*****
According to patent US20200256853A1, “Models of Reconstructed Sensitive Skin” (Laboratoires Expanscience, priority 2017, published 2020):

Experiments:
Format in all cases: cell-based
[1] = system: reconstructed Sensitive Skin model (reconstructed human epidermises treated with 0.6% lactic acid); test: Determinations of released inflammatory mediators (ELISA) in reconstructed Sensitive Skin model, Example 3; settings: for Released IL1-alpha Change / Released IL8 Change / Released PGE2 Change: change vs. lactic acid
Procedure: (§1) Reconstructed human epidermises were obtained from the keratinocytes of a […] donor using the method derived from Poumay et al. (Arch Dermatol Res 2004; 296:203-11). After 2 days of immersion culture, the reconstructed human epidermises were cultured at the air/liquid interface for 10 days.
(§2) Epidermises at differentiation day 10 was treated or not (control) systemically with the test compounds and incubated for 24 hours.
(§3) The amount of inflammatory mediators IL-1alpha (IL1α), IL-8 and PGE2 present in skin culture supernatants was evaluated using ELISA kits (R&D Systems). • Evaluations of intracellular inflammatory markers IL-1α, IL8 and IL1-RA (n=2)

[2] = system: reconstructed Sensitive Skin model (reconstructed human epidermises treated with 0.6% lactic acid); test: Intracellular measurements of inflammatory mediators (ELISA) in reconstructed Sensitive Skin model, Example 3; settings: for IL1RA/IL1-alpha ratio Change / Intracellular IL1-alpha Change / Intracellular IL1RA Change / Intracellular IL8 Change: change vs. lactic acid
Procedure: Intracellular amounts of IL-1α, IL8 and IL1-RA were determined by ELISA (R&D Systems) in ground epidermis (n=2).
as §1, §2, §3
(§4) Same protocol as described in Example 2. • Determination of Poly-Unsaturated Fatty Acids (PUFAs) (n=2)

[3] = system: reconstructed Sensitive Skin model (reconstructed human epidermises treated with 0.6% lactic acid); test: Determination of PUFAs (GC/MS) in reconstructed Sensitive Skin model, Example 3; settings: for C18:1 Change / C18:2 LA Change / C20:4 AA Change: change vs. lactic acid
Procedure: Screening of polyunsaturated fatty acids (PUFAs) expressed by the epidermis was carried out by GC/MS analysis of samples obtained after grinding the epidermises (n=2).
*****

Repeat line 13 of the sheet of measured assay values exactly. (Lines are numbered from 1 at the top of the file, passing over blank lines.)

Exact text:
Procedure: Screening of polyunsaturated fatty acids (PUFAs) expressed by the epidermis was carried out by GC/MS analysis of samples obtained after grinding the epidermises (n=2).